The HRC continues to operate smoothly with no major problems or
anomalies. Ongoing monitoring of the HRC QE (via observation of
AR Lac) and UV sensitivity (via observations of Vega) indicates no
change in either. As noted in our previous newsletter, there was
some concern that the increased radiation dose received by the HRC
may have weakened the polyimide in the UVIS. Such weakening would
manifest itself as increased UV sensitivity. The HRC gain
continues to slowly drop due to the extraction of charge by X-ray
and particle events. This effect is still small and any necessary
increase in the MCP high voltage to recover the detector gain is
several years away.
The secondary science telemetry of several HRC observations made in
mid-December, 2005 was corrupted for reasons yet unknown. This
problem has not been observed in any observation since, including
the 500 ks observation of 47 Tuc at the end of the year. The
instrument team, the CXC, and the Chandra FOT are continuing to
investigate this problem. It is currently thought that this may be
a thermal issue unrelated to the HRC.
The HRC laboratory was moved from Porter Square in Cambridge, MA,
to new facilities in the Cambridge Discovery Park (near the
Alewife T station) in Nov/Dec 2005. The instrument team is in the
process of re-assembling the laboratory to support on-going HRC
The HRC has been used to make a wide range of scientific
investigations over the past year, including deep observations of
the globular cluster 47 Tuc, M31*, and the nucleus of NGC 5548.
Here we present preliminary results from one of the HRC
observations of the past year, a study of the small angle
dust-scattering halo around GX 13+1.
Smith, Edgar & Shafer (2002) analyzed the X-ray halo seen by ACIS around GX13+1 between 50" to 600", finding that the data fit both the Mathis, Rumpl & Nordsieck (1977; MRN) and Weingartner & Draine (2001; WD01) grain distributions, although with very different best-fit N values. A low NH was found for the WD01 model, along with slightly inferior fits compared to MRN. Draine (2003) noted that these oddly low NH values found for the WD01 above might be explained by dust near the source, to which the ACIS observations were insensitive. Xiang et al. (2005) analyzed the halo of GX13+1 along with 16 other sources from the zero-order HETG image. In all cases, they found that the majority of dust along the line of sight is very near the source, and proposed that all or most XRBs are surrounded by molecular clouds. To test this, they obtained 9 ksec of HRC-I data (without a grating) on Feb 8, 2005. These data allowed them to measure the halo (albeit without any spectral information) for three of the sources; this is the first time an X-ray halo has been measured this close to a source. (Figure 11) Since the GX13+1s spectrum is variable, they also obtained simultaneous RXTE data to measure it.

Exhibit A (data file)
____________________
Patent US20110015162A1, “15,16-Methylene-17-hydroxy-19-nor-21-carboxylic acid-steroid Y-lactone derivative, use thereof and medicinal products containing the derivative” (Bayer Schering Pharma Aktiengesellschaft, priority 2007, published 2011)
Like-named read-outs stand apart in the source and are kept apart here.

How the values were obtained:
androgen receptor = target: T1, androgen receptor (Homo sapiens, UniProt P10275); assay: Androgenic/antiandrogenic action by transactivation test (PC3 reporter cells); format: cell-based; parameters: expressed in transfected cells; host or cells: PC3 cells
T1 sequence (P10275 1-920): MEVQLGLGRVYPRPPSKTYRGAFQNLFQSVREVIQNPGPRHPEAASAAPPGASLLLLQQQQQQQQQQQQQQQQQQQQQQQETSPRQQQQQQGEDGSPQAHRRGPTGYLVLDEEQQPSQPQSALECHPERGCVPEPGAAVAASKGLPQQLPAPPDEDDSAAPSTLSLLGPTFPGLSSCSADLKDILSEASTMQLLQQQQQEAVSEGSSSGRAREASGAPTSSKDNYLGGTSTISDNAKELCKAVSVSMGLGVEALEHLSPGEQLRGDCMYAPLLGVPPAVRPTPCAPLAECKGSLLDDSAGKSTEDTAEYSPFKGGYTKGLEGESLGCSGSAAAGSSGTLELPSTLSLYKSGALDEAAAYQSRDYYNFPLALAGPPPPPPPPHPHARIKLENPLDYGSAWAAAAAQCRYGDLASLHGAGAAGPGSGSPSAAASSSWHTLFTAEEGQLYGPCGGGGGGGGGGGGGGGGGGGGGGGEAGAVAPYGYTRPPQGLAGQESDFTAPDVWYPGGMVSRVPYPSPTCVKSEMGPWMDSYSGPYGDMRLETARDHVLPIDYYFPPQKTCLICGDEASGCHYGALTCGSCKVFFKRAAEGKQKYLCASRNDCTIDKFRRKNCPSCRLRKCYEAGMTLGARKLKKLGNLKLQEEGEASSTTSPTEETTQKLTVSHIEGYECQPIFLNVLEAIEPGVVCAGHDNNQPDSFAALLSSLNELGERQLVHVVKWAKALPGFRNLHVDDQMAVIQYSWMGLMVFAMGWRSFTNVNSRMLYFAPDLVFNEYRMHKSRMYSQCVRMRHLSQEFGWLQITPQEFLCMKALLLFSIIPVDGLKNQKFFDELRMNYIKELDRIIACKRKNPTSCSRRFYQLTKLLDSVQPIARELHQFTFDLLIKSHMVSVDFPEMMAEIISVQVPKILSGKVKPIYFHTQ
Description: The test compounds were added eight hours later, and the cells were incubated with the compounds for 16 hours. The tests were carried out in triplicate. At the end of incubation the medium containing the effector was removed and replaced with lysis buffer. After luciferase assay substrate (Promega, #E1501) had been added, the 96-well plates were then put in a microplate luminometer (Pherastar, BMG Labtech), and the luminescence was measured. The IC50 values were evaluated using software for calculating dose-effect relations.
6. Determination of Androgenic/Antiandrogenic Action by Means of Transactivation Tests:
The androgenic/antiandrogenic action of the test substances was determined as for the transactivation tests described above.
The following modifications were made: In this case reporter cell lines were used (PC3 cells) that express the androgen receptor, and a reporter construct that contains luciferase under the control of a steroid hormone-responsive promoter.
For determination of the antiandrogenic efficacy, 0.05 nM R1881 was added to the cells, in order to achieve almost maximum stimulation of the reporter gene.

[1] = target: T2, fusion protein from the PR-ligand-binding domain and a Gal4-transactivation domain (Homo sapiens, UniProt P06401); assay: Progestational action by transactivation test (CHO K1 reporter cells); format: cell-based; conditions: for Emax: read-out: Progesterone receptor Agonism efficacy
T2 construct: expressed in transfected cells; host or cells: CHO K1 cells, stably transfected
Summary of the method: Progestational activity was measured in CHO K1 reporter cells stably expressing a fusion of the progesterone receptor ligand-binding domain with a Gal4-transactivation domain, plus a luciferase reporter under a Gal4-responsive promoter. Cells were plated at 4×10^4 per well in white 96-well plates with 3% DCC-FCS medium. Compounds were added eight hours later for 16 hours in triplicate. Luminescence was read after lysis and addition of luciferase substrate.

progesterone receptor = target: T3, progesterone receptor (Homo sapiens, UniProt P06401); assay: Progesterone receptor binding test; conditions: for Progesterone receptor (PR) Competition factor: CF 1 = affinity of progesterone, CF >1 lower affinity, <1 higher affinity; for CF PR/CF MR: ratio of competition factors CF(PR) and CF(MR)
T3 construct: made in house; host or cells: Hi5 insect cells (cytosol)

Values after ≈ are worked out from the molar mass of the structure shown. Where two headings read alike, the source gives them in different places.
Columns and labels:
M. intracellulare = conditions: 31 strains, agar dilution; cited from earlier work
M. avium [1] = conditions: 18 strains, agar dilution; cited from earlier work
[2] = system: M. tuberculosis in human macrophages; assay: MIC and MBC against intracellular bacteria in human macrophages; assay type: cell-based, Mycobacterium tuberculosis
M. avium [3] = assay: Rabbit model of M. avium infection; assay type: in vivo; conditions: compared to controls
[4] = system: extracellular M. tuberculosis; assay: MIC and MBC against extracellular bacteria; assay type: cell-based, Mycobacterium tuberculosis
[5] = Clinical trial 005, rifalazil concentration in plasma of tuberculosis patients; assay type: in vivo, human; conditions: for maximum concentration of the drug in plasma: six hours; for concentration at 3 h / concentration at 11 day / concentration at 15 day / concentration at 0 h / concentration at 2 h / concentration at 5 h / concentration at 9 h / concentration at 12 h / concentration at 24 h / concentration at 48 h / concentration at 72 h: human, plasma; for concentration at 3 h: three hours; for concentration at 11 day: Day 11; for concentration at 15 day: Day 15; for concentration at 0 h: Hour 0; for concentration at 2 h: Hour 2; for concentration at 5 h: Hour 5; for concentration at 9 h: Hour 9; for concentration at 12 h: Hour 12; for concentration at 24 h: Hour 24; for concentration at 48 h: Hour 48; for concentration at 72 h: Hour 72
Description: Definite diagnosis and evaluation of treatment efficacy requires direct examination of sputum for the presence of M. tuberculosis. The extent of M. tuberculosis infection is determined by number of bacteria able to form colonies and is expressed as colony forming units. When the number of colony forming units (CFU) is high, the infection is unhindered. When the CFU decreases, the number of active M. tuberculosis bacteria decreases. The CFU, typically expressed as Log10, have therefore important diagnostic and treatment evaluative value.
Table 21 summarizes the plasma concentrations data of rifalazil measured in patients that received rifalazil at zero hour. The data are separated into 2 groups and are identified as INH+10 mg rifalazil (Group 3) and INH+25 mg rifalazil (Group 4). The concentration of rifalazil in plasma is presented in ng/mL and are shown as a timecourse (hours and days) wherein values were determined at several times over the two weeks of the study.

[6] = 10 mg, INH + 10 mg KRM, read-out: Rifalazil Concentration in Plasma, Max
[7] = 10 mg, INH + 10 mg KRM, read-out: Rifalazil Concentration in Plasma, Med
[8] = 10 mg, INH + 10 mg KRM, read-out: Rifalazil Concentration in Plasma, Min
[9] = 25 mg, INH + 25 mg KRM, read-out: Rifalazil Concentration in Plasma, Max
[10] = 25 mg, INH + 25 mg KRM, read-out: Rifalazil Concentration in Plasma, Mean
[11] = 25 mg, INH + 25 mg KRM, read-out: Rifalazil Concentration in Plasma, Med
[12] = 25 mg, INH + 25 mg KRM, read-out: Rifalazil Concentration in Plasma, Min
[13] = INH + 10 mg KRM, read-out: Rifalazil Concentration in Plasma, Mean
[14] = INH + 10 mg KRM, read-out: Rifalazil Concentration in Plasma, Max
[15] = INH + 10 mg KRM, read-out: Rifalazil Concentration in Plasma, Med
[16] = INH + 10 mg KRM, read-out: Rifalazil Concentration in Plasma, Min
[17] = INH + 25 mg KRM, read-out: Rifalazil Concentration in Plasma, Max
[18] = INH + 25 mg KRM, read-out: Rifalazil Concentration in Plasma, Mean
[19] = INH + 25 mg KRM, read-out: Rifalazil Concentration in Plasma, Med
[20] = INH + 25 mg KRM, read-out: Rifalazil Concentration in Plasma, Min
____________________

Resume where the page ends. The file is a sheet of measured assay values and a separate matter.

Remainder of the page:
FIGURE 11: Normalized radial surface brightness profile of HRC-I observation of GX 13+1 (including error bars). The green line is the Chandra PSF, the solid black line is the background level, and the other three curves are scattering from dust grain models described in the text.
They also used HRC-I Chart simulations to determine the PSF, the same
tool used to calibrate the Chandra PSF. The initial analysis
simply fit a smooth dust distribution using a flux-weighted halo
model. Although none of the fits are formally acceptable
3.4-6.5), they show no sign of significant dust near the source.
They were therefore able to confirm the results from the ACIS
observation, with the WD01 model again showing the worst fit
along with a low column density. However, they note this result
crucially depends on the Chandra PSF (the green curve) and the
spectral model of the source, so additional work is
Ralph Kraft and Almus Kenter